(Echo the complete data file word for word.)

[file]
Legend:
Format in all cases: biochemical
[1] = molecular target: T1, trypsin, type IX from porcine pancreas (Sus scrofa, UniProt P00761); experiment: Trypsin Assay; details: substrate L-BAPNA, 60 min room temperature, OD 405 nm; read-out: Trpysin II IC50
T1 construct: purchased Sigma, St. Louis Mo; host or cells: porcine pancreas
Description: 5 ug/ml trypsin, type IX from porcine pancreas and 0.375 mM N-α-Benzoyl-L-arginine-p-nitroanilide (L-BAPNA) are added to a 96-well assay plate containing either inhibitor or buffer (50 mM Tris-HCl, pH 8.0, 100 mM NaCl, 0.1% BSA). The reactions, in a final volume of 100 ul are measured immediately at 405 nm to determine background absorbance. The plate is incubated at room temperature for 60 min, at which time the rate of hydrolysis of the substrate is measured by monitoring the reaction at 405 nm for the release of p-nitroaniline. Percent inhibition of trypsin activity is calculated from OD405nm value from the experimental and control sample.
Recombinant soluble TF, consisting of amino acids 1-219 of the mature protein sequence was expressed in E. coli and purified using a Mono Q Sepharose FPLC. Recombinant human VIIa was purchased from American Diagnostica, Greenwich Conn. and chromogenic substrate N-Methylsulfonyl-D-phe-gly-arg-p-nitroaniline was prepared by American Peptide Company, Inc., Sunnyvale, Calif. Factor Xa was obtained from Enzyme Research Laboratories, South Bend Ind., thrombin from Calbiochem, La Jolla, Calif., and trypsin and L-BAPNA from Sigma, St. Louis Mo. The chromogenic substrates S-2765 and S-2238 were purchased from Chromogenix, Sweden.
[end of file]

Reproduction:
Legend:
Format in all cases: biochemical
[1] = molecular target: T1, trypsin, type IX from porcine pancreas (Sus scrofa, UniProt P00761); experiment: Trypsin Assay; details: substrate L-BAPNA, 60 min room temperature, OD 405 nm; read-out: Trpysin II IC50
T1 construct: purchased Sigma, St. Louis Mo; host or cells: porcine pancreas
Description: 5 ug/ml trypsin, type IX from porcine pancreas and 0.375 mM N-α-Benzoyl-L-arginine-p-nitroanilide (L-BAPNA) are added to a 96-well assay plate containing either inhibitor or buffer (50 mM Tris-HCl, pH 8.0, 100 mM NaCl, 0.1% BSA). The reactions, in a final volume of 100 ul are measured immediately at 405 nm to determine background absorbance. The plate is incubated at room temperature for 60 min, at which time the rate of hydrolysis of the substrate is measured by monitoring the reaction at 405 nm for the release of p-nitroaniline. Percent inhibition of trypsin activity is calculated from OD405nm value from the experimental and control sample.
Recombinant soluble TF, consisting of amino acids 1-219 of the mature protein sequence was expressed in E. coli and purified using a Mono Q Sepharose FPLC. Recombinant human VIIa was purchased from American Diagnostica, Greenwich Conn. and chromogenic substrate N-Methylsulfonyl-D-phe-gly-arg-p-nitroaniline was prepared by American Peptide Company, Inc., Sunnyvale, Calif. Factor Xa was obtained from Enzyme Research Laboratories, South Bend Ind., thrombin from Calbiochem, La Jolla, Calif., and trypsin and L-BAPNA from Sigma, St. Louis Mo. The chromogenic substrates S-2765 and S-2238 were purchased from Chromogenix, Sweden.